I just learned this week why some people are prompted to "Close all
Office Applications" when you log off this way;  it's because they
use Word as their email editor in Outlook.  If you deselect that
option, you don't get that annoying prompt any longer.<br />

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I challenge you: Post your favorite tip in a blog!

by chobbs In reply to I challenge you: Post you ...

<p>Thank you  PSchneider & Ryk!  Good info.  I see that this isn't a particularly active blog, but here are a couple more of my favorites anyway.  (Ryk's input brought these to mind.)</p>
<p>Ctrl+F6 inside Word or Excel (or most MS Office apps) will toggle you between open files in that app.  This even works in Crystal, which is nice.</p>
<p>Ctrl+W closes the active ("currently on top") file in most MS Office apps.</p>
<p>Alt+Tab lets you rotate (or toggle) among and between open files regardless of the application.</p>
<p>c.</p>

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Freakonomics : A Rogue Economist Explores the Hidden Side of Everything

by Beth Blakely In reply to Musings on the TR Communi ...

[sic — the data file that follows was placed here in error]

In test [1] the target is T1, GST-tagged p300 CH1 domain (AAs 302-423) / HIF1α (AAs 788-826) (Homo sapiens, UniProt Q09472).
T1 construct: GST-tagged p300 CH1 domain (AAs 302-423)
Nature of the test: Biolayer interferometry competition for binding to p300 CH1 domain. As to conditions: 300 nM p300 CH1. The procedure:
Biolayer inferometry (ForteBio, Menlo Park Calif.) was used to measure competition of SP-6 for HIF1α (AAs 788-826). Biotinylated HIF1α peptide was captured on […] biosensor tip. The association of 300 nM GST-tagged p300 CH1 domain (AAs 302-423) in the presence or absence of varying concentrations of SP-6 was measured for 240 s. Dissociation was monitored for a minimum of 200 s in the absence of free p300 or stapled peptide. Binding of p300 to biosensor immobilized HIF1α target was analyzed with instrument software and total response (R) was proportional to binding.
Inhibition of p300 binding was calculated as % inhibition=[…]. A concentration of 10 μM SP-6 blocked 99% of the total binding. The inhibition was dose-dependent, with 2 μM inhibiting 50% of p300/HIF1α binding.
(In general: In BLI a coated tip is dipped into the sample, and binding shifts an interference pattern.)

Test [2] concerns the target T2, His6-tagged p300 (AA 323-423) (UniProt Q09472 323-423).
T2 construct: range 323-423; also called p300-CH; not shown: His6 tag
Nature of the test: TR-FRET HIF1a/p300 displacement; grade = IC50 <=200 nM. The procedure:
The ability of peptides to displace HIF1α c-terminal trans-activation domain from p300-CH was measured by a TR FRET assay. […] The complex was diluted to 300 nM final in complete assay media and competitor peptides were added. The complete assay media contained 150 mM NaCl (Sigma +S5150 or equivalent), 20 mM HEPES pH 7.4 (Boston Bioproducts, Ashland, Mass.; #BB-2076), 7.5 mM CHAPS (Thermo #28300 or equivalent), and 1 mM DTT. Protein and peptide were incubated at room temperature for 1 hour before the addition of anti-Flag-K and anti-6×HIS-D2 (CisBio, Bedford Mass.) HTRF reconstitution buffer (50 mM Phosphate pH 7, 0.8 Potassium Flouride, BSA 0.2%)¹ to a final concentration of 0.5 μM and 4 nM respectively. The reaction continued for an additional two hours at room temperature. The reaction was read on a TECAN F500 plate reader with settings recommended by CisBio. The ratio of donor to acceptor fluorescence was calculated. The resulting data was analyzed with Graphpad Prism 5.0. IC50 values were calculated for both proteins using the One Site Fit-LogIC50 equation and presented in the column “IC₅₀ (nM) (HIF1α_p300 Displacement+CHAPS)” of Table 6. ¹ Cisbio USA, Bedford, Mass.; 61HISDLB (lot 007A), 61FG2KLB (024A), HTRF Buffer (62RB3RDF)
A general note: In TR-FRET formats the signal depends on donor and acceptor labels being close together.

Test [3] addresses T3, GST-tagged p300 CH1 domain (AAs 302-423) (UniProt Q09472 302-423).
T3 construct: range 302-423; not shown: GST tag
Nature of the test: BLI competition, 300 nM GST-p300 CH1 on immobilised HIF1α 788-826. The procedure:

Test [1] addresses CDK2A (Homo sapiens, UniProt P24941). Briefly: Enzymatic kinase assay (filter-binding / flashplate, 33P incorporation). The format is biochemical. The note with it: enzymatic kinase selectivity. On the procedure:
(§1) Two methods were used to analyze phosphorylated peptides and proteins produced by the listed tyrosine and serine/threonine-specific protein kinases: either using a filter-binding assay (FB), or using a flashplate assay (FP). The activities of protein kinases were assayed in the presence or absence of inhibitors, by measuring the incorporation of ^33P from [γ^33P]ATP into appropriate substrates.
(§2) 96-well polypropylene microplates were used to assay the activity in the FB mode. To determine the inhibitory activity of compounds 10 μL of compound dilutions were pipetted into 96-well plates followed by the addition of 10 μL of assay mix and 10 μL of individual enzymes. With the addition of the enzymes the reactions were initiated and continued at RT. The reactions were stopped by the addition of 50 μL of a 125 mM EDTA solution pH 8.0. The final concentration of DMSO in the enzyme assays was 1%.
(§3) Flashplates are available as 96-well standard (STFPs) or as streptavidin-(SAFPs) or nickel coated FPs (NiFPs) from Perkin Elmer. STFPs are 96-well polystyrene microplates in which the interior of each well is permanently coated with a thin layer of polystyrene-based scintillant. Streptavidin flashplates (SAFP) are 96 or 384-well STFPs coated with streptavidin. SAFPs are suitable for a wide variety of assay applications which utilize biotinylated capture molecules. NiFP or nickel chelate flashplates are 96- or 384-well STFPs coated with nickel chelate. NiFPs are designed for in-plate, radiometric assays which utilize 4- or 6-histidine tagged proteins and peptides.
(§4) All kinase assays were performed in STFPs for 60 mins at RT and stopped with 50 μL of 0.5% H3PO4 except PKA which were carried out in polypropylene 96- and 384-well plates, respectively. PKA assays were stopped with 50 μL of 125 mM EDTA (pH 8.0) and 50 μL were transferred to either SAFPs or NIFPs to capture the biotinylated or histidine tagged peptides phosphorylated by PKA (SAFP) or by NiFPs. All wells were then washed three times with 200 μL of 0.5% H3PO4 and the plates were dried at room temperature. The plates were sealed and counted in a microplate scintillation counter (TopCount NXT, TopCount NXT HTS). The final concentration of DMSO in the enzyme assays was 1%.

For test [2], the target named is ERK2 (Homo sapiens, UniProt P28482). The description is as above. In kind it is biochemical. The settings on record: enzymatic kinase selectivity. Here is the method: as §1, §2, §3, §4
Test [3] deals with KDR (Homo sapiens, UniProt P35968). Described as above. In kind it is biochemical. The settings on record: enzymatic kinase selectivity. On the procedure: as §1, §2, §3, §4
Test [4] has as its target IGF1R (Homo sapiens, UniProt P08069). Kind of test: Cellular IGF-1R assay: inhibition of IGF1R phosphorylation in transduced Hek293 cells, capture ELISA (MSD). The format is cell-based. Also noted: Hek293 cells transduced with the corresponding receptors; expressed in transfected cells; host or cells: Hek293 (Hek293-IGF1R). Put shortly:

I recently finished listening to the unabridged audio version of the book, <a href="em>Freakonomics">http://www.amazon.com/gp/product/006073132X/002-4536565-8311226"><em>Freakonomics : A Rogue Economist Explores the Hidden Side of Everything</em></a>, by Steven D. Levitt and Stephen J. Dubner. Here's my "short and (mostly) sweet" review:<br /><br />The book is extremely interesting because of the unique questions Levitt has attempted to answer during his career as an economist. (If crack dealers make so much money, why DO they live with their mothers?) I loved the wide range of topics covered and the explanations of how the conclusions were reached. Overall, it was an entertaining read. (Or listen, in my case, as audio books help me make the most of my commute time.)<br /><br />Here's the bad part: I'm not sure I learned anything. The trick to Levitt's methods is knowing the right question(s) to ask,  finding the right set of data, and analyzing it correctly. The book did drive the "follow the incentive to find cause and effect" point home, but I'm not sure that I'm any closer to knowing where to begin.<br /><br />Perhaps the lesson should be, "Always question the conventional wisdom."<br />